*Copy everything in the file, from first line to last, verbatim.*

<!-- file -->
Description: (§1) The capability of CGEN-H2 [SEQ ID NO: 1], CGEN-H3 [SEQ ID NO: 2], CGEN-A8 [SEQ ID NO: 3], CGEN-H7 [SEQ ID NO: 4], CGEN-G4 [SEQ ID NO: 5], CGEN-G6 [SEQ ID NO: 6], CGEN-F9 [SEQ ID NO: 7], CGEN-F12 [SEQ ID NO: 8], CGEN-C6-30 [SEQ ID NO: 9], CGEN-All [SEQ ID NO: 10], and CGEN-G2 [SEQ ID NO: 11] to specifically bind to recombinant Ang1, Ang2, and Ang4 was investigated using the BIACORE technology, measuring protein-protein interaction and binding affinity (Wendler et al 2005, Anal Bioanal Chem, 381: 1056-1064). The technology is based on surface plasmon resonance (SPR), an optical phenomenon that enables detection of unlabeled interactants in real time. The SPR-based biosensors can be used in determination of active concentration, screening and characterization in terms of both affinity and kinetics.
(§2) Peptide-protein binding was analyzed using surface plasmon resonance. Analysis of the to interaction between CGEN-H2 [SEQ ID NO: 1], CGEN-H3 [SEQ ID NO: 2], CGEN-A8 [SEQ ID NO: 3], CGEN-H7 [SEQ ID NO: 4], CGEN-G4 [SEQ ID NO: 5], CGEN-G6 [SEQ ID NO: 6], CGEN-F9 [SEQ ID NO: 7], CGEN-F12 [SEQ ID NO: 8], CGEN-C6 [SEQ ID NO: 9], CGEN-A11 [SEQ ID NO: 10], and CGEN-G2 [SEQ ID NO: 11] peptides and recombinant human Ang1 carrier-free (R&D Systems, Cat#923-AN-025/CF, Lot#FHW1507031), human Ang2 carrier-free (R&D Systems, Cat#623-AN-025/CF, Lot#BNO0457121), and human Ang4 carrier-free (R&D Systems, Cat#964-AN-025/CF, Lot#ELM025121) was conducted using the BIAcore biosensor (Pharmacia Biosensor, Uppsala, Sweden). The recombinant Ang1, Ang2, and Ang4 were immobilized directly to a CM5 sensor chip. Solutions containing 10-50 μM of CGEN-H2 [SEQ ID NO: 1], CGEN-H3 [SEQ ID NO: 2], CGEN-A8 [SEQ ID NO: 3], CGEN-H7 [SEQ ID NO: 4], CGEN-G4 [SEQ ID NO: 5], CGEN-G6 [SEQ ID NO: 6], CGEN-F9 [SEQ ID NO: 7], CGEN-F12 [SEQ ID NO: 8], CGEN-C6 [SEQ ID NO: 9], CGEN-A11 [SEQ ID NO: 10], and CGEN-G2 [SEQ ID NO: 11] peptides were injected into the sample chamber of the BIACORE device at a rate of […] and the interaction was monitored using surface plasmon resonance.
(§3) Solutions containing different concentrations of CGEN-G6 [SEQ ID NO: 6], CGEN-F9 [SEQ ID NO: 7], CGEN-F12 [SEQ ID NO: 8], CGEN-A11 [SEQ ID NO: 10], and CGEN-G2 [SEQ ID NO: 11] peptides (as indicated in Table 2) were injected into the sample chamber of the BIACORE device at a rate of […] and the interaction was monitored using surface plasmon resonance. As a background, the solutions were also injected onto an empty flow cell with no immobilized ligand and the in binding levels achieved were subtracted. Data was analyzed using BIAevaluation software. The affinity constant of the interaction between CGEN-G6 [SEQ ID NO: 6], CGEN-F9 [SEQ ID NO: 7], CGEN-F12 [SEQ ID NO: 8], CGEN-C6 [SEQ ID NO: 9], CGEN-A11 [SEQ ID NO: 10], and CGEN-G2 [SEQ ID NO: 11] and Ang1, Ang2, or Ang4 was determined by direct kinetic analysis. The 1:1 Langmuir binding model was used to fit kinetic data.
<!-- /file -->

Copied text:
Description: (§1) The capability of CGEN-H2 [SEQ ID NO: 1], CGEN-H3 [SEQ ID NO: 2], CGEN-A8 [SEQ ID NO: 3], CGEN-H7 [SEQ ID NO: 4], CGEN-G4 [SEQ ID NO: 5], CGEN-G6 [SEQ ID NO: 6], CGEN-F9 [SEQ ID NO: 7], CGEN-F12 [SEQ ID NO: 8], CGEN-C6-30 [SEQ ID NO: 9], CGEN-All [SEQ ID NO: 10], and CGEN-G2 [SEQ ID NO: 11] to specifically bind to recombinant Ang1, Ang2, and Ang4 was investigated using the BIACORE technology, measuring protein-protein interaction and binding affinity (Wendler et al 2005, Anal Bioanal Chem, 381: 1056-1064). The technology is based on surface plasmon resonance (SPR), an optical phenomenon that enables detection of unlabeled interactants in real time. The SPR-based biosensors can be used in determination of active concentration, screening and characterization in terms of both affinity and kinetics.
(§2) Peptide-protein binding was analyzed using surface plasmon resonance. Analysis of the to interaction between CGEN-H2 [SEQ ID NO: 1], CGEN-H3 [SEQ ID NO: 2], CGEN-A8 [SEQ ID NO: 3], CGEN-H7 [SEQ ID NO: 4], CGEN-G4 [SEQ ID NO: 5], CGEN-G6 [SEQ ID NO: 6], CGEN-F9 [SEQ ID NO: 7], CGEN-F12 [SEQ ID NO: 8], CGEN-C6 [SEQ ID NO: 9], CGEN-A11 [SEQ ID NO: 10], and CGEN-G2 [SEQ ID NO: 11] peptides and recombinant human Ang1 carrier-free (R&D Systems, Cat#923-AN-025/CF, Lot#FHW1507031), human Ang2 carrier-free (R&D Systems, Cat#623-AN-025/CF, Lot#BNO0457121), and human Ang4 carrier-free (R&D Systems, Cat#964-AN-025/CF, Lot#ELM025121) was conducted using the BIAcore biosensor (Pharmacia Biosensor, Uppsala, Sweden). The recombinant Ang1, Ang2, and Ang4 were immobilized directly to a CM5 sensor chip. Solutions containing 10-50 μM of CGEN-H2 [SEQ ID NO: 1], CGEN-H3 [SEQ ID NO: 2], CGEN-A8 [SEQ ID NO: 3], CGEN-H7 [SEQ ID NO: 4], CGEN-G4 [SEQ ID NO: 5], CGEN-G6 [SEQ ID NO: 6], CGEN-F9 [SEQ ID NO: 7], CGEN-F12 [SEQ ID NO: 8], CGEN-C6 [SEQ ID NO: 9], CGEN-A11 [SEQ ID NO: 10], and CGEN-G2 [SEQ ID NO: 11] peptides were injected into the sample chamber of the BIACORE device at a rate of […] and the interaction was monitored using surface plasmon resonance.
(§3) Solutions containing different concentrations of CGEN-G6 [SEQ ID NO: 6], CGEN-F9 [SEQ ID NO: 7], CGEN-F12 [SEQ ID NO: 8], CGEN-A11 [SEQ ID NO: 10], and CGEN-G2 [SEQ ID NO: 11] peptides (as indicated in Table 2) were injected into the sample chamber of the BIACORE device at a rate of […] and the interaction was monitored using surface plasmon resonance. As a background, the solutions were also injected onto an empty flow cell with no immobilized ligand and the in binding levels achieved were subtracted. Data was analyzed using BIAevaluation software. The affinity constant of the interaction between CGEN-G6 [SEQ ID NO: 6], CGEN-F9 [SEQ ID NO: 7], CGEN-F12 [SEQ ID NO: 8], CGEN-C6 [SEQ ID NO: 9], CGEN-A11 [SEQ ID NO: 10], and CGEN-G2 [SEQ ID NO: 11] and Ang1, Ang2, or Ang4 was determined by direct kinetic analysis. The 1:1 Langmuir binding model was used to fit kinetic data.